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The short interest ratio measures what proportion of trading in a company’s stock involves shorting. Shorting is where people are buying and selling shares with the intention of making profit from the stock price falling rather than rising. The short interest ratio is something of an indicator of whether the market as a whole is optimistic or pessimistic about a stock’s future movements. However, it’s only one measure and should not be taken in isolation.
Most people outside of the financial worlds think of the stock market in terms of buying a stock and then hoping to sell it later on for a higher price. Shorting is a way that investors, usually corporate investors rather than individuals, can reverse this process. It means buying and selling in a way that makes money if a stock price falls.
The usual method for shorting a stock effectively involves borrowing stock from somebody for a fixed period and immediately selling it to someone else. When the loan period is over, the person shorting will buy back the same number of shares and give them back to the lender. If all has gone to plan, the price will have dropped in the meantime, meaning the shorter is able to buy the stock for less than they originally sold it for and thus keeping the remaining money as profit.
The short interest ratio, otherwise known as the short ratio, is based on how many shares in a company are on loan for shorting purposes at any particular time. The number of shares being shorted, divided by the total number of shares traded each day, gives the short interest ratio, usually a single digit number. Using a ratio rather than simply measuring the amount of shorting helps go some way to distinguishing between the type of shorting that is simple down to ordinary day-to-day trading, and the type of shorting comes specifically because people expect a stock to significantly fall.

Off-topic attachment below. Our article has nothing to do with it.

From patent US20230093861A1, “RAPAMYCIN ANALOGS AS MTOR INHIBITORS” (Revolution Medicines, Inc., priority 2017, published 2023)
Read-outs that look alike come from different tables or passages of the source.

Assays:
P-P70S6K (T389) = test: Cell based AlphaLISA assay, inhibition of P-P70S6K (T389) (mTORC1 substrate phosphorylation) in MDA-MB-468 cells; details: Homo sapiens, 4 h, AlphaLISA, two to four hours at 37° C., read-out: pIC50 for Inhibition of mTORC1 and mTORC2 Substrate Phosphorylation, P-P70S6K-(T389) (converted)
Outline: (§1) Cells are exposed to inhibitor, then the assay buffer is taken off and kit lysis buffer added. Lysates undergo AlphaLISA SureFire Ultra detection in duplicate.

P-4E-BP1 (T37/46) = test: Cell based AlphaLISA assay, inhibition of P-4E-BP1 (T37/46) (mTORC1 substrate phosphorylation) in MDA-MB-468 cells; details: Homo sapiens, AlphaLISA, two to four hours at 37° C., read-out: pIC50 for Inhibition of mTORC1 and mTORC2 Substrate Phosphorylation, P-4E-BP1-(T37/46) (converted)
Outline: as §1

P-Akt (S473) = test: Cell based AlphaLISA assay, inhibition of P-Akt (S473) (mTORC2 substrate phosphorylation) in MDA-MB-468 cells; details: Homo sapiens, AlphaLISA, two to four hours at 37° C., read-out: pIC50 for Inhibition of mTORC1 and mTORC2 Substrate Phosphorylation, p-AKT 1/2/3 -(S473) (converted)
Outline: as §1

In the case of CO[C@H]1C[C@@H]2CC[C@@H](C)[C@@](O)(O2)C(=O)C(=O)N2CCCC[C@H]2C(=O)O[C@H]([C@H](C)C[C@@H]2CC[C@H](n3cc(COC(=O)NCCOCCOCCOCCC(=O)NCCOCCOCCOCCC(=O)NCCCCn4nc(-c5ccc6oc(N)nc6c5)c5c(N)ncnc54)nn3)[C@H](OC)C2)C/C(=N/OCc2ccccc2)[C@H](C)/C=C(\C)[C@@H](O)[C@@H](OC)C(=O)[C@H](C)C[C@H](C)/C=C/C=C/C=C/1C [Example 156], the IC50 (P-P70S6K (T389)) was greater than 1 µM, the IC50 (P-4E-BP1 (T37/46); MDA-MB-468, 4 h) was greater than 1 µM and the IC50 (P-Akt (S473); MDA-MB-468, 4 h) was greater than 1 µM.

Many analysts will see the short interest ratio as an indicator of how the market views a particular stock. As a very rough rule of thumb used by some analysts, a ratio of 5.0 or more is a sign that the market overall expects the stock price to fall. A ratio of 3.0 or less suggests the market as a whole expects the stock price to rise.
There are some limitations to how informative a short interest ratio is. That’s because some shorting is carried out for reasons other than a strong expectation of a drop falling. Shorting could take place because of hedging, a tactic by which investors will make seemingly contradictory investments so that their losses are minimized if their expectations prove wrong. Shorting may also be the result of arbitrage in which investors take advantage of differing prices in different markets, such as when a stock is available on more than one stock exchange. For these reasons, investors tend not to rely on the short interest ratio as a conclusive guide to how stocks may perform in the immediate future.